The Dark Knight has been heralded as one of the best movies of all time for a reason: not only does it have an amazing plot, it has deep character development and complexity that makes the world of one of the most popular superheroes of all time seem incredibly realistic. One of the most impactful scenes in the movie starts off light-hearted: a boisterous Bruce Wayne puts tables together at a restaurant he owns, joining the two parties of himself and his date (a beautiful Russian ballerina) and the dynamic district attorney, Harvey Dent, and Rachel Dawes (also one of Bruce’s exes). They begin to discuss city politics and eventually Batman, and they get into the topic of whether or not the Batman is welcome, or even needed. Bruce, forever shrouded in mystery, seems to put down the notion of a hero in a city that needs law and order, but Dent sticks up for the Batman who he doesn’t know is sitting right in front of him, saying that the Batman is simply performing a service that the city clearly needs. Rachel points out that the Batman might overstay his welcome if he continues to have as much power as he has without anyone to check him, to which Dent replies,
“...ok fine, you either die a hero or you live long enough to see yourself become the villain.”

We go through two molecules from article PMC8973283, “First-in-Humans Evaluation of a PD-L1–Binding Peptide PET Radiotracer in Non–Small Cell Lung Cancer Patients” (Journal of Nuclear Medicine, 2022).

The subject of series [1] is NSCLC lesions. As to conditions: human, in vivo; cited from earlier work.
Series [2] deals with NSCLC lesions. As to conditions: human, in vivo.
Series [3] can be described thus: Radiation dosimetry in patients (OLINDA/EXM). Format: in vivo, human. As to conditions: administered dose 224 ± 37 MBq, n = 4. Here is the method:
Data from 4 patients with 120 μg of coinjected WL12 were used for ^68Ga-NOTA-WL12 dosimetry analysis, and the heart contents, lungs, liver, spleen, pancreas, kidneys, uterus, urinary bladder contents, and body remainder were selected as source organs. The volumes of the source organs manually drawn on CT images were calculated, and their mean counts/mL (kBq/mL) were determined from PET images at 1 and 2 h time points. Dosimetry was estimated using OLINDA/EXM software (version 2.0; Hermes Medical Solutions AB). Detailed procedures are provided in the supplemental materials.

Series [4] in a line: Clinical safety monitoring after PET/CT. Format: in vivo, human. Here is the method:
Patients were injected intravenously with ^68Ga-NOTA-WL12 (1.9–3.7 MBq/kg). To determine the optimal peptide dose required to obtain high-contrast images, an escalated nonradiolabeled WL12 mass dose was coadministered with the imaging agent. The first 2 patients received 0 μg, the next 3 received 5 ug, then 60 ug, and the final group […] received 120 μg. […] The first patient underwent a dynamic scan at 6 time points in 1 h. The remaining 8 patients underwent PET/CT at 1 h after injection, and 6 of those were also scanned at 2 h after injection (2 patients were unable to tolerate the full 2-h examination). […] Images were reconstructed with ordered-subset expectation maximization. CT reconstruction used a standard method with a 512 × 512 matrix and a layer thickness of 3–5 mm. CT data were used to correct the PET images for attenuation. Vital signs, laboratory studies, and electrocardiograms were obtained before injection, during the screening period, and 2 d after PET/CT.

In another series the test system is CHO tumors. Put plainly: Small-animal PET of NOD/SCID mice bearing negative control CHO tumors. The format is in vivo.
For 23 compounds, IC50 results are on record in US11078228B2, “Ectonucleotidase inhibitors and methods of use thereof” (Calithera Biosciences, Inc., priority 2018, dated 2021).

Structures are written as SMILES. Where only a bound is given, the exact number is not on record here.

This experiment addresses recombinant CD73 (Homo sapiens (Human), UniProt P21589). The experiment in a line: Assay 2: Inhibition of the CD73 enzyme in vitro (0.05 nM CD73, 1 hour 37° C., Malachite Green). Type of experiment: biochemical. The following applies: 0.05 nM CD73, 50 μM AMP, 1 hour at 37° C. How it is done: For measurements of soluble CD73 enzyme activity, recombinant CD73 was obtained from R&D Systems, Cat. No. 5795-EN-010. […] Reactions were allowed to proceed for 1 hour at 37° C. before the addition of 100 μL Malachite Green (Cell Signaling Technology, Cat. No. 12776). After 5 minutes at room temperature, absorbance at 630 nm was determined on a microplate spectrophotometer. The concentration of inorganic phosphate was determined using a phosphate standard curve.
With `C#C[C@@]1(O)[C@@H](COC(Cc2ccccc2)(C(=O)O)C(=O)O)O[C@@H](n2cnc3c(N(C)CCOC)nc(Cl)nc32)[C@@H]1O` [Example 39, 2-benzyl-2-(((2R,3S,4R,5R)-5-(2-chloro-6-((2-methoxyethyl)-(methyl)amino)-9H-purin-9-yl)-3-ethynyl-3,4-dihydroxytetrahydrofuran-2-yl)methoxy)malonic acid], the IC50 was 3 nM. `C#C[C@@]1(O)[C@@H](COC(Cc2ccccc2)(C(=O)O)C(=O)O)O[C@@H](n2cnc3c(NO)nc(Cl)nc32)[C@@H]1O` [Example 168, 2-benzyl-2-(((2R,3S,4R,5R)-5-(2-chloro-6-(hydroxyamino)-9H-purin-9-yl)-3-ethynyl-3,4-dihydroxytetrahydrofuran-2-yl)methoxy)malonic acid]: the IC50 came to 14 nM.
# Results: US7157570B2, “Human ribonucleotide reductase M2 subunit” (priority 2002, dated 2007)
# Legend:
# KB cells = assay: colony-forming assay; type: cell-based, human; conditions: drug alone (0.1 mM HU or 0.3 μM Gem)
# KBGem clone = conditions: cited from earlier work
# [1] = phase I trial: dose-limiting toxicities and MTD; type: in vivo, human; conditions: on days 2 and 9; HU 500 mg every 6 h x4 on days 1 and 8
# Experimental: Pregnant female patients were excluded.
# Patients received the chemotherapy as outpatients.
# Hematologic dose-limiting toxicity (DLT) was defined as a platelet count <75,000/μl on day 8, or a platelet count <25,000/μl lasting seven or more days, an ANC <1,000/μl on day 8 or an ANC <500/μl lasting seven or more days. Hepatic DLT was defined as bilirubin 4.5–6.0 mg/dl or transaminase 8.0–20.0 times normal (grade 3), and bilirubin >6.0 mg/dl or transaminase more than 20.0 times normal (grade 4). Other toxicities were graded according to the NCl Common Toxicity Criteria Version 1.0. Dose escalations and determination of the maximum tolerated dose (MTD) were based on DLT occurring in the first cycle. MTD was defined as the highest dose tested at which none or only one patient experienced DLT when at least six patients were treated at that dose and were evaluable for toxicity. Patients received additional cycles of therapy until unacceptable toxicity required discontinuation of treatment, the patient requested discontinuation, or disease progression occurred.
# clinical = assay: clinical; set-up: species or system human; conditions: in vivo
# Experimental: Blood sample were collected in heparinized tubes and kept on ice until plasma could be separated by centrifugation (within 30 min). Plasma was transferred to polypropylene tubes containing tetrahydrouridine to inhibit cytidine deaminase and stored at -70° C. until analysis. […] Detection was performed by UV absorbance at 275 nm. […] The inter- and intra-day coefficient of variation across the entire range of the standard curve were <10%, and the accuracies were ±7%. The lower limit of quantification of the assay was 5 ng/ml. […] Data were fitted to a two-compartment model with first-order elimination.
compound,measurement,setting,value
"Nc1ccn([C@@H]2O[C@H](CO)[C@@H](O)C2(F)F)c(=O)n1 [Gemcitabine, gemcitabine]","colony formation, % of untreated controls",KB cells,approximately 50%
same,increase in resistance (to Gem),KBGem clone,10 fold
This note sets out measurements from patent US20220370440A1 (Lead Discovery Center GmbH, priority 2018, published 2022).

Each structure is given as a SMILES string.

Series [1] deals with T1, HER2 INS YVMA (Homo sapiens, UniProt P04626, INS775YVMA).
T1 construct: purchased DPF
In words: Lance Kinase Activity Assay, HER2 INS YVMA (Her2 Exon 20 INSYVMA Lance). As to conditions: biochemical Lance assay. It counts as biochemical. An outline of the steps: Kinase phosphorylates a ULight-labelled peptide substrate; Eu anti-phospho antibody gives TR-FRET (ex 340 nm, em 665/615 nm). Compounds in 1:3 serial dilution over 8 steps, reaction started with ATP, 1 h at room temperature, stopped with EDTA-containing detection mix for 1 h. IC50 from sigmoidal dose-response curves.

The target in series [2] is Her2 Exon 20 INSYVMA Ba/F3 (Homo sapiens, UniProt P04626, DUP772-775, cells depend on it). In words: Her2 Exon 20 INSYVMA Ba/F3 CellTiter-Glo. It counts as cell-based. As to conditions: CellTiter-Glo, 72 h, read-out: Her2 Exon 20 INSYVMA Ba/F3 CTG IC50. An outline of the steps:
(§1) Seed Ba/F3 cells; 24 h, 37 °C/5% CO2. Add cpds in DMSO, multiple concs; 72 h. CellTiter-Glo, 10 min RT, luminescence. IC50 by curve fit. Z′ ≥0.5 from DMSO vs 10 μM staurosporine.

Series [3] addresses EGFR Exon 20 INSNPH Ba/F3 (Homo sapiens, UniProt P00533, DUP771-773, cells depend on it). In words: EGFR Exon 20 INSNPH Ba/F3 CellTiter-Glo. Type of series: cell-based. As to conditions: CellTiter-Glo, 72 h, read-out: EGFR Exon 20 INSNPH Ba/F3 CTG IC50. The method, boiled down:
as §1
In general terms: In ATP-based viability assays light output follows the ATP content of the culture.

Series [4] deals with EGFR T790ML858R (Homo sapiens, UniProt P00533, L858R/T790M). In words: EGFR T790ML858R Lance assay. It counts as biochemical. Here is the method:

This is one of the most important lines in the film, for more reasons than I care to get into right now, but for one reason in particular. It holds so much philosophical significance because it speaks to the nature of humanity, and of great men and women, as a whole. The quote basically means that no matter how good one’s intentions are, given enough time and power, their legacy will eventually become one that turns love and adoration into hate and scorn. We see this concept acted out in the real world more often than we realize: Steve Jobs created Apple and led a computing revolution which created effects that we still feel today, but at one point he was ousted from his own company for the same strong, innovative nature that turned the company into what it is. Even Jesus, a perfect human, had fate take a turn for the worst, spending his entire life caring for and ministering to others only to have those same people turn against him in his final hour and heap false accusations upon him which led to his death. No matter how good we are, time makes fools of us all. But the truth is that this is just the circle of life, and for us to have new role models, we must expose the holes in our old ones. To build, we must tear down. And most importantly, we shouldn’t fear this transition, but we should do everything in our power to make sure that when it is our time to be the heroes, we make our actions and our characters worthy of that title.